Global Learning London

School linking

“Much is spoken about linking globally and acting locally. Through linking, the complex and asymmetrical nature of global interdependence becomes evident as people from varying economic, political and social situations connect and challenge each other’s understanding of the world. It is important to reflect upon the ways in which our own perspectives, experiences, political commitments, wider aims in life and social identities shape our understanding.” 

Archbishop Desmond Tutu

a-teacher-kyempitsi-primary-school-distributing-se-guideIntroduction to the Toolkit for linking: opportunities and challenges

Over the last decade school linking has gained in popularity as an activity in which schools engage. HEC has been involved in linking for twenty years and continues to offer guidance around school linking and global learning. This section encourages you to think carefully about mutuality, sustainability and equity within links with the global South.

Linking locally first:

One strong recommendation is that partners attempt to form a link within their own country as a first step. Links are assumed to be made with other countries, but linking across cultures within one’s own country is an effective way of learning about others and the diverse nature of our own communities, challenging assumptions and helping to break down barriers.

Greater understanding and knowledge of other communities within our own countries is a positive development that can lead to greater social cohesion. Such links have the added benefit of enabling partners to experience linking within a more familiar setting where partners have access generally to common communications systems, greater understanding of the cultural, social and political context and easier travel opportunities.

Within the UK the Schools Linking Network facilitates regular contact between primary and secondary school pupils of different ethnic, cultural or religious backgrounds and usually from different geographic neighbourhoods across the district, through shared cultural activities.

Teachers receive training in personal awareness, citizenship issues and practical guidance for operating the project. They then plan for a series of meetings over a school year which will enable students to learn together and about each other. The project also works in partnership with a range of creative practitioners and sports providers to develop a sense of what the children share in the district and to encourage everyone to express this in their own way.

School Linking Network (SLN) provides advice around linking withing England.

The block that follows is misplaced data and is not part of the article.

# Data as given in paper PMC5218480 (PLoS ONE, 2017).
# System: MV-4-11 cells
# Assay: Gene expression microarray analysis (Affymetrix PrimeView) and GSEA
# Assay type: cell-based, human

Linking globally:

Linking internationally can provide opportunities to enhance all curriculum areas, providing the opportunity for a fulfilling and wider world experience for students and staff.  Linking can motivate students encouraging them to take responsibility for their own learning, inform debate and heighten awareness of global issues.

Linking can enable students and teachers to be partners in learning, developing their skills in communication and enquiry and providing a context for them to reflect on their attitudes, gain an understanding of other perspectives and challenge stereotypical views.

Linking can provide an insight into alternative perspectives and combat prejudice, racism and xenophobia, however without careful thought and consideration it can reinforce stereotypes.

It can also lead students towards considering their own place as part of the global community.

However successful linking is a challenge in schools. There are differences in schools even within a country, but there are inevitably more differences across the world. There will be different curriculum content, teaching methods, access to resources and priorities. The academic cycle may start at a different time of year so that the natural ebb and flow of work influenced by holidays, exam times, and local activities such as harvesting need to be considered.

Linking should therefore be undertaken cautiously – different roles and responsibilities for teachers, reductions in funding and grants, and changes in the level of interest and engagement by students as they move through the school, are all part of the natural cycle of a school and impact on linking.

To explore issues around successful linking further, there is a free downloadable resource available of leaflets which explore different aspects of linking. To download the Toolkit for Linking: opportunities and challenges go to: UKOWLA, (UK One World Linking Association) website.